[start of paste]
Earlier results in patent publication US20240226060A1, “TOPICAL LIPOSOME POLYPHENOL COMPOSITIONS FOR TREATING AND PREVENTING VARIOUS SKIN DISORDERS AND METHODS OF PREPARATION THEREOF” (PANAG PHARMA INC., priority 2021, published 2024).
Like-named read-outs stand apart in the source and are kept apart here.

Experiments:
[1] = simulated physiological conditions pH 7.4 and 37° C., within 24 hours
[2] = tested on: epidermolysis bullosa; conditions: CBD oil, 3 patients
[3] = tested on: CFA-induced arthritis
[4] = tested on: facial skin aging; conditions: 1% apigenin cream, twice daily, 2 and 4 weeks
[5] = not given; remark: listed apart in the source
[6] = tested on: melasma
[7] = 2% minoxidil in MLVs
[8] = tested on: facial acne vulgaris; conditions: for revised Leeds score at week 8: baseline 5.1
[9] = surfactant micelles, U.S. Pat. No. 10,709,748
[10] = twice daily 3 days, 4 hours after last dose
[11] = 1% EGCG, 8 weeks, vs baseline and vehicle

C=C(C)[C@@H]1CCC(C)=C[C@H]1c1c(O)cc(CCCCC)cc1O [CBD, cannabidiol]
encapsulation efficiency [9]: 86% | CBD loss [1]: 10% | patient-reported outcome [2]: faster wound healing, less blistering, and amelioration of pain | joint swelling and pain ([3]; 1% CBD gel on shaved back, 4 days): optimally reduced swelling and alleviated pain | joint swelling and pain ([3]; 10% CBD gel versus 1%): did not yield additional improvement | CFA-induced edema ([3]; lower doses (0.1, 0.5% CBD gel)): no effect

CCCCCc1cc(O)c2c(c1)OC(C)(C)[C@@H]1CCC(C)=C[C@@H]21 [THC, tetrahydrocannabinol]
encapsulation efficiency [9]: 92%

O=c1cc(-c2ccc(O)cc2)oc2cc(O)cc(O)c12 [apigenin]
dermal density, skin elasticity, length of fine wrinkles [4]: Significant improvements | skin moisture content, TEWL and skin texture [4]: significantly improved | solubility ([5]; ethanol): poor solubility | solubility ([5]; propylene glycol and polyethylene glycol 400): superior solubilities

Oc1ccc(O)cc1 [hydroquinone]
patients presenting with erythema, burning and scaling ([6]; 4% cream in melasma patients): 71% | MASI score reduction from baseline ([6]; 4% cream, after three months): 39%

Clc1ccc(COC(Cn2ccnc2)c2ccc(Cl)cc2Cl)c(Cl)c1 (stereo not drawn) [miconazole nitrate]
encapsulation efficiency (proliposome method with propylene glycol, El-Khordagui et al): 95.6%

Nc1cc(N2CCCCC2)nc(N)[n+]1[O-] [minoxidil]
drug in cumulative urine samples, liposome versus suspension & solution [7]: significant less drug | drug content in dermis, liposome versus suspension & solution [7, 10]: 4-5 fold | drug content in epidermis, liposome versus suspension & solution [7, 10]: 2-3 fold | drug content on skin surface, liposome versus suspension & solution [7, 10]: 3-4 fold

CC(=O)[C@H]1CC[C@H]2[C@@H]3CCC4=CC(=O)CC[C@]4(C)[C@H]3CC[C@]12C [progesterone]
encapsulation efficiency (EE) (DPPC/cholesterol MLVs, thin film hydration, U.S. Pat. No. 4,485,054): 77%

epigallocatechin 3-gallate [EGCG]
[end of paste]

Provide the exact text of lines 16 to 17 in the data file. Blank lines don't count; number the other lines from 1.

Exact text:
encapsulation efficiency [9]: 86% | CBD loss [1]: 10% | patient-reported outcome [2]: faster wound healing, less blistering, and amelioration of pain | joint swelling and pain ([3]; 1% CBD gel on shaved back, 4 days): optimally reduced swelling and alleviated pain | joint swelling and pain ([3]; 10% CBD gel versus 1%): did not yield additional improvement | CFA-induced edema ([3]; lower doses (0.1, 0.5% CBD gel)): no effect

CCCCCc1cc(O)c2c(c1)OC(C)(C)[C@@H]1CCC(C)=C[C@@H]21 [THC, tetrahydrocannabinol]